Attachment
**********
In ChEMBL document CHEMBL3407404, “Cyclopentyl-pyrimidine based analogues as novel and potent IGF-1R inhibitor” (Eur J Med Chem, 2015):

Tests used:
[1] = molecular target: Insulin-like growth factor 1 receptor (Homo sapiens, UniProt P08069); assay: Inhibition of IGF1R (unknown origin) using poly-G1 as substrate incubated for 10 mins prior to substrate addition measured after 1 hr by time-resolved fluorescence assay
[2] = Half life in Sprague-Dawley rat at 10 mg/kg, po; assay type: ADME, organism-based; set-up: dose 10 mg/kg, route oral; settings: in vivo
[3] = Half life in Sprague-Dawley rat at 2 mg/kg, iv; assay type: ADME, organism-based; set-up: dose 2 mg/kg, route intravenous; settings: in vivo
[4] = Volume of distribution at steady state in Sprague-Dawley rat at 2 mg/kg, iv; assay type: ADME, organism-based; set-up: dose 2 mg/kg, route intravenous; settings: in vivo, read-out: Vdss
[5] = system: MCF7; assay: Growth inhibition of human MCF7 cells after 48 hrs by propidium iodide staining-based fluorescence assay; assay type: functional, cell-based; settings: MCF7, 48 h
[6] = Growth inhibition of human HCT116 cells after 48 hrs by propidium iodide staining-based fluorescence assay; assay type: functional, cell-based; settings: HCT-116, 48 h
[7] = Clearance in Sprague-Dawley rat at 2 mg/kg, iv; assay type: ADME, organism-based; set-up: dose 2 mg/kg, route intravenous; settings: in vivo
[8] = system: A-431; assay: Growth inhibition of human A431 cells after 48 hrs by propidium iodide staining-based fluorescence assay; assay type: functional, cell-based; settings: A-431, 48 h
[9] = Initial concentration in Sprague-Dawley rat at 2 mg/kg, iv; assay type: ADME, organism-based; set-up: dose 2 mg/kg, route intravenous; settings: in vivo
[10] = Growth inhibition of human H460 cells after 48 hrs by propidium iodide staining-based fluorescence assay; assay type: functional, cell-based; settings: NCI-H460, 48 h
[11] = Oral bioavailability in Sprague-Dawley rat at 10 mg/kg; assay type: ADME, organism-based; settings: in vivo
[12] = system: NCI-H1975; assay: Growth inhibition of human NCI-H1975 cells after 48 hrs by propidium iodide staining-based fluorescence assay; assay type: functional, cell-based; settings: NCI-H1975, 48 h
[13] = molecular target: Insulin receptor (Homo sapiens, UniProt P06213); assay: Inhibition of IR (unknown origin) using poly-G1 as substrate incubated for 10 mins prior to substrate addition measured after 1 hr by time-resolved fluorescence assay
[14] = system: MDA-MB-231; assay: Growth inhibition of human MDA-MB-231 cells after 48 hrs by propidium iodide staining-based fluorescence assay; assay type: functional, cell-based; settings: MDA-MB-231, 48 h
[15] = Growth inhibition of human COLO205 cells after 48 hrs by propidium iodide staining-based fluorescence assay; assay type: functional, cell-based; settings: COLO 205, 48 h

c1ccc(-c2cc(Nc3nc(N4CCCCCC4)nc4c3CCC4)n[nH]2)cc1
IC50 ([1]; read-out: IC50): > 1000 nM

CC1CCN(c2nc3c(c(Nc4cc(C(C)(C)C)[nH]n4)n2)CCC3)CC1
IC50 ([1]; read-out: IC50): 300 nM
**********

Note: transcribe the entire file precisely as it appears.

In ChEMBL document CHEMBL3407404, “Cyclopentyl-pyrimidine based analogues as novel and potent IGF-1R inhibitor” (Eur J Med Chem, 2015):

Tests used:
[1] = molecular target: Insulin-like growth factor 1 receptor (Homo sapiens, UniProt P08069); assay: Inhibition of IGF1R (unknown origin) using poly-G1 as substrate incubated for 10 mins prior to substrate addition measured after 1 hr by time-resolved fluorescence assay
[2] = Half life in Sprague-Dawley rat at 10 mg/kg, po; assay type: ADME, organism-based; set-up: dose 10 mg/kg, route oral; settings: in vivo
[3] = Half life in Sprague-Dawley rat at 2 mg/kg, iv; assay type: ADME, organism-based; set-up: dose 2 mg/kg, route intravenous; settings: in vivo
[4] = Volume of distribution at steady state in Sprague-Dawley rat at 2 mg/kg, iv; assay type: ADME, organism-based; set-up: dose 2 mg/kg, route intravenous; settings: in vivo, read-out: Vdss
[5] = system: MCF7; assay: Growth inhibition of human MCF7 cells after 48 hrs by propidium iodide staining-based fluorescence assay; assay type: functional, cell-based; settings: MCF7, 48 h
[6] = Growth inhibition of human HCT116 cells after 48 hrs by propidium iodide staining-based fluorescence assay; assay type: functional, cell-based; settings: HCT-116, 48 h
[7] = Clearance in Sprague-Dawley rat at 2 mg/kg, iv; assay type: ADME, organism-based; set-up: dose 2 mg/kg, route intravenous; settings: in vivo
[8] = system: A-431; assay: Growth inhibition of human A431 cells after 48 hrs by propidium iodide staining-based fluorescence assay; assay type: functional, cell-based; settings: A-431, 48 h
[9] = Initial concentration in Sprague-Dawley rat at 2 mg/kg, iv; assay type: ADME, organism-based; set-up: dose 2 mg/kg, route intravenous; settings: in vivo
[10] = Growth inhibition of human H460 cells after 48 hrs by propidium iodide staining-based fluorescence assay; assay type: functional, cell-based; settings: NCI-H460, 48 h
[11] = Oral bioavailability in Sprague-Dawley rat at 10 mg/kg; assay type: ADME, organism-based; settings: in vivo
[12] = system: NCI-H1975; assay: Growth inhibition of human NCI-H1975 cells after 48 hrs by propidium iodide staining-based fluorescence assay; assay type: functional, cell-based; settings: NCI-H1975, 48 h
[13] = molecular target: Insulin receptor (Homo sapiens, UniProt P06213); assay: Inhibition of IR (unknown origin) using poly-G1 as substrate incubated for 10 mins prior to substrate addition measured after 1 hr by time-resolved fluorescence assay
[14] = system: MDA-MB-231; assay: Growth inhibition of human MDA-MB-231 cells after 48 hrs by propidium iodide staining-based fluorescence assay; assay type: functional, cell-based; settings: MDA-MB-231, 48 h
[15] = Growth inhibition of human COLO205 cells after 48 hrs by propidium iodide staining-based fluorescence assay; assay type: functional, cell-based; settings: COLO 205, 48 h

c1ccc(-c2cc(Nc3nc(N4CCCCCC4)nc4c3CCC4)n[nH]2)cc1
IC50 ([1]; read-out: IC50): > 1000 nM

CC1CCN(c2nc3c(c(Nc4cc(C(C)(C)C)[nH]n4)n2)CCC3)CC1
IC50 ([1]; read-out: IC50): 300 nM